AC has also given me more opportunities than I could have dreamed of. Last May, I got to travel halfway around the world with the Presidential Scholars. Visiting Cambodia was a life-changing opportunity that I never would have had without AC. It inspired me to use my life and career in ways that make a difference in my community as well as the world. I have also gotten to travel to Austin and San Antonio with Phi Theta Kappa. Aside from travel, AC has given me other opportunities to get out of my comfort zone. Being on the radio in AC Honors classes was a nerve-racking experience but a fun one as well. Being in AC Honors has also taught me the value of public speaking- something I dreaded before getting into the Presidential Scholars Program.
Lastly, the experiences I have had at Amarillo College are truly humbling. Amarillo College has an atmosphere that is focused on student success and serving others. Working in the AC food pantry, building houses for Habitat for Humanity, and making water filters in Cambodia are only a few of many service experiences I have had at AC. I have also had the privilege of working with Marcie Robinson, who has taught me a lot about what is important in life. Getting to help other AC students, faculty, and people in the community and around the world has changed me for the better.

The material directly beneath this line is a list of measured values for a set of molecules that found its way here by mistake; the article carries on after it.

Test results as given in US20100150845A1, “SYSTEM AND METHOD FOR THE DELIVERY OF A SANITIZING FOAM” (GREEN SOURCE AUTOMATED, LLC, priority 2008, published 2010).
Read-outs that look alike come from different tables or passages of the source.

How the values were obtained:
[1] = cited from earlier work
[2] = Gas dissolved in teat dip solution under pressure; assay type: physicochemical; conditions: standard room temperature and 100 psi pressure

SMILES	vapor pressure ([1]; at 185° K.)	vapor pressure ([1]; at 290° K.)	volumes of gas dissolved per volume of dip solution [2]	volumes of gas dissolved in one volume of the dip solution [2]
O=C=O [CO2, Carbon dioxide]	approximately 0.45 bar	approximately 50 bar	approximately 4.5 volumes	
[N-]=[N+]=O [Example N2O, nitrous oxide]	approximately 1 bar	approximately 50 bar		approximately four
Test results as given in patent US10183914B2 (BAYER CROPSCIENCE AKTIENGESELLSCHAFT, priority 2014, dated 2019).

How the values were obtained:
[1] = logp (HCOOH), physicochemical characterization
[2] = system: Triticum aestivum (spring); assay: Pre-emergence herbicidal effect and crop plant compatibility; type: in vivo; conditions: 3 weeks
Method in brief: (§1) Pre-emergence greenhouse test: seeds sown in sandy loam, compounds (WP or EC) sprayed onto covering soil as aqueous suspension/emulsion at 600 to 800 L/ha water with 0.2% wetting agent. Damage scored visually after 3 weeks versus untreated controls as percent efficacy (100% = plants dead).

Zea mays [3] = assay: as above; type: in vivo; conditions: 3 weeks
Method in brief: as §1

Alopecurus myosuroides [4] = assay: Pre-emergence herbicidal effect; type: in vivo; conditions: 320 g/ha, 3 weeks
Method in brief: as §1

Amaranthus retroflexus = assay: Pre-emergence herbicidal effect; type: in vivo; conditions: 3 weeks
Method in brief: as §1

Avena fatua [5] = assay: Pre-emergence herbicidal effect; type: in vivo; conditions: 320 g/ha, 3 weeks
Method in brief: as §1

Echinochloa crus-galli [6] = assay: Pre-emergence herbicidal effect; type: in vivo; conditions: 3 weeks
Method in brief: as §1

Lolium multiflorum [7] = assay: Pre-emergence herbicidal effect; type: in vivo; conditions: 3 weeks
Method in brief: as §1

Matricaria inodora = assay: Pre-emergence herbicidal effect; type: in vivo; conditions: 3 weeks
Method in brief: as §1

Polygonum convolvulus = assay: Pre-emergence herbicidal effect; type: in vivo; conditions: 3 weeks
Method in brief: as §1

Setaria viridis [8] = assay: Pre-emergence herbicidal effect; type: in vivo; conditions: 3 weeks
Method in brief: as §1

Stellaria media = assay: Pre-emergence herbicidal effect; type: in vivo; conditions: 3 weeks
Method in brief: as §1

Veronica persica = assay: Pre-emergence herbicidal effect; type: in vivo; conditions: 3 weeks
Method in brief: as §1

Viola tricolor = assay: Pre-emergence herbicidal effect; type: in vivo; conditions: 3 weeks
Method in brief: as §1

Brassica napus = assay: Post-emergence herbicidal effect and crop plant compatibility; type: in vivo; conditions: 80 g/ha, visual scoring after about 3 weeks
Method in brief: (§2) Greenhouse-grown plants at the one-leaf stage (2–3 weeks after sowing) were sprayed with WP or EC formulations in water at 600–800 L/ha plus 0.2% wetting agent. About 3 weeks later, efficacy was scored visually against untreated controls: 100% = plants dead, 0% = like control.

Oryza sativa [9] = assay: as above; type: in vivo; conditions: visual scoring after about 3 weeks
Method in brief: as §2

The time and investment that AC has put into my life and education is priceless. The last two years have been filled with so many amazing friendships, experiences and opportunities that have created so many memories. Looking back on the investment AC has made in my life makes me sad to leave, but I look forward to taking the things I’ve learned at AC and using them to make the world a better place.